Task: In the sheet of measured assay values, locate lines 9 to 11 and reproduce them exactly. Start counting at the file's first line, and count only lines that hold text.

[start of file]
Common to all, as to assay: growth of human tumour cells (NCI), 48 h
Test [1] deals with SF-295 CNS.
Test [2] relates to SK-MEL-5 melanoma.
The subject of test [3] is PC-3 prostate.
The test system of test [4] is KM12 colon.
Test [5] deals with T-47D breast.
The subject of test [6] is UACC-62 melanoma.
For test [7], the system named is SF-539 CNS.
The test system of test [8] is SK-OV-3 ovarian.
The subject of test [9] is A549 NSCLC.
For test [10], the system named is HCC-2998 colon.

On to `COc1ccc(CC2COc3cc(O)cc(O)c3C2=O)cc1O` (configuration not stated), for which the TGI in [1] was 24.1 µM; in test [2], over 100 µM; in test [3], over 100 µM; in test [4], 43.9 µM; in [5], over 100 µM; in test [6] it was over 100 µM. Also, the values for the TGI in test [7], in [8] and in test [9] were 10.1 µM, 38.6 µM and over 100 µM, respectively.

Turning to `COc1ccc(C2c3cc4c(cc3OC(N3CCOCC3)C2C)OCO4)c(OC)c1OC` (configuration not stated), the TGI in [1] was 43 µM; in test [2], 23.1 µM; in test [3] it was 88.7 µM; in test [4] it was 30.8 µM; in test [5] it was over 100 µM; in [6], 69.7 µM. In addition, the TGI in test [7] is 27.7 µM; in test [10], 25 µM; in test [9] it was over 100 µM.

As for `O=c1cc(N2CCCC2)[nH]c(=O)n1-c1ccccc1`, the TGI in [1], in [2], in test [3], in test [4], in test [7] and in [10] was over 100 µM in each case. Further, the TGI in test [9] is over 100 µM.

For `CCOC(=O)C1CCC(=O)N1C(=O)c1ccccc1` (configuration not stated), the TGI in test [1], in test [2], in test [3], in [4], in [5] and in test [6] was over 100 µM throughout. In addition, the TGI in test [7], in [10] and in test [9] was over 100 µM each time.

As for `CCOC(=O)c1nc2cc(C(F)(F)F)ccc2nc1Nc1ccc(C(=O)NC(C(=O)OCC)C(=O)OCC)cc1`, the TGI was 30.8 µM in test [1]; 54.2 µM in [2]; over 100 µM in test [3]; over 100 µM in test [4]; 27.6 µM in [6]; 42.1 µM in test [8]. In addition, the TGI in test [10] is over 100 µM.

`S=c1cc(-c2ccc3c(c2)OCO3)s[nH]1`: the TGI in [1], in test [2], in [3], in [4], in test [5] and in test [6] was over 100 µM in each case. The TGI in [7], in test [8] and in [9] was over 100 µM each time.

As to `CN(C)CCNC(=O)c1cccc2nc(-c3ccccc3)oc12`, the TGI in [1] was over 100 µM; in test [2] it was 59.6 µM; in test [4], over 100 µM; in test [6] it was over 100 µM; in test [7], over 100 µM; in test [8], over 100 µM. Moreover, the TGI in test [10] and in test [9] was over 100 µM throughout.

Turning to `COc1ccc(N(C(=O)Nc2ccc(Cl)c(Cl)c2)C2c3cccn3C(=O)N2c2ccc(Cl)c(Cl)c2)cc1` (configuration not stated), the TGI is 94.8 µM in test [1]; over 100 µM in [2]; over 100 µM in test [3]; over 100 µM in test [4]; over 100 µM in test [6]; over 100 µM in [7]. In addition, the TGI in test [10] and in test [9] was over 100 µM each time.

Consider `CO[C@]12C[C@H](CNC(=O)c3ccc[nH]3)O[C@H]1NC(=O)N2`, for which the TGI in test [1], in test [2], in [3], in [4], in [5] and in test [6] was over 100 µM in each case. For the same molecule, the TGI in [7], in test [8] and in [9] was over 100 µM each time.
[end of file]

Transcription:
The test system of test [8] is SK-OV-3 ovarian.
The subject of test [9] is A549 NSCLC.
For test [10], the system named is HCC-2998 colon.